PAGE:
Five days after the Westchester speech, The Washington Post’s Jeff Stein reported that the Biden White House, on the down low, had handed House Republicans a list of proposals to close various tax loopholes and that the Republicans had said no. The Biden proposals included a commonsense prohibition against investors claiming a tax loss on a cryptocurrency asset that is quickly repurchased—something already prohibited for other financial assets—and a separate prohibition against deferring taxes on property swaps, aligning real estate with an existing prohibition against deferring taxes on tax swaps. Together these loophole-closings would, Stein calculated, have raised $40 billion over 10 years.
On May 21 the Biden administration went public with these, which the White House said in a tweet would save not $40 billion but $43 billion over 10 years. It also proposed $31 billion in additional savings over 10 years through the elimination of tax subsidies for oil and gas, plus $200 billion in savings over 10 years from some sort of expansion of the provision in last year’s Inflation Reduction Act that imposed various cost controls on drugs purchased by Medicare. This last wasn’t a tax-loophole-closer, exactly, but it was a revenue-raiser. Total savings would have totaled $274 billion over the next decade.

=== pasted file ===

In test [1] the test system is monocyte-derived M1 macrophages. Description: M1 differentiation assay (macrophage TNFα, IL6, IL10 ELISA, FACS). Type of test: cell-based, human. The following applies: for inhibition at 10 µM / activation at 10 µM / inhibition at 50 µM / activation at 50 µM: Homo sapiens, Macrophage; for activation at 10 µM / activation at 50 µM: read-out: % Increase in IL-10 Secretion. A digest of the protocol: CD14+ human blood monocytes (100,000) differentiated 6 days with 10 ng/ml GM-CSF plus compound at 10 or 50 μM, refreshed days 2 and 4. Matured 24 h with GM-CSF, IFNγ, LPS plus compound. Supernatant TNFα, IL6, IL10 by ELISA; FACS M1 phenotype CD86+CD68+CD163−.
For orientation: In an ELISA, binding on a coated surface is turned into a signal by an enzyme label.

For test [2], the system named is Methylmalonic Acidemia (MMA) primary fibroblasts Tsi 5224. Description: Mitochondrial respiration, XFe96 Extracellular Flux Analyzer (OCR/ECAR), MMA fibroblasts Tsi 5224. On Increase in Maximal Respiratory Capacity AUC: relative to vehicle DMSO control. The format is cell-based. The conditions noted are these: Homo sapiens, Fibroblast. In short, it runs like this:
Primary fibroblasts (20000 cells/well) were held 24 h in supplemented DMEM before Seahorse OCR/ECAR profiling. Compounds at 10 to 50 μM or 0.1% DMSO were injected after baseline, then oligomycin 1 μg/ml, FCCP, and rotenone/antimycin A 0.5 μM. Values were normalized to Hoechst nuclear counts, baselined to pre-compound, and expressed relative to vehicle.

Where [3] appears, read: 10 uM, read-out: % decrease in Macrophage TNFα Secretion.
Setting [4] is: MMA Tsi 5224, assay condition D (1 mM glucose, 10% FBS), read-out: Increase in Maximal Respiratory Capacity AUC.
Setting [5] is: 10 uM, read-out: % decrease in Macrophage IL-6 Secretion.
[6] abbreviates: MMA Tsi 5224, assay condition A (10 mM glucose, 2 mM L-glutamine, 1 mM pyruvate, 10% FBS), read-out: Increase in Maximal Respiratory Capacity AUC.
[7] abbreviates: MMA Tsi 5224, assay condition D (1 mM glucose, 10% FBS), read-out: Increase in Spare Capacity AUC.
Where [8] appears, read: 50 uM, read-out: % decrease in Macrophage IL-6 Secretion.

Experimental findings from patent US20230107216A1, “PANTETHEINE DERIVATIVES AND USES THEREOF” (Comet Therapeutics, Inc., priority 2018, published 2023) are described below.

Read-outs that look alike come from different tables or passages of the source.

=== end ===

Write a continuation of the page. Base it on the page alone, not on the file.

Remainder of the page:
To that $274 billion, the Biden administration proposed adding $2.6 trillion in various new taxes: a (25 percent) billionaire minimum tax; an increase (to 39.6 percent) in the top income-tax rate, which is currently 37 percent; a (higher) tax on stock buybacks; higher taxes on large corporations; and a global minimum tax. These are all plucked from Biden’s proposed budget for 2024. Taken together, the Biden tax proposals plus the Medicare drug-purchase proposal totaled nearly $3.5 trillion in budget savings over the next decade, and they wouldn’t have thrown anybody off food stamps. By contrast, the debt ceiling deal, which includes no tax increases, would, over the next decade, total only $860 billion in budget savings over 10 years, according to an analysis by The New York Times, and it will take on average about $8 a day away from people aged 50–54 who are on food stamps, according to the nonprofit Center on Budget and Policy Priorities.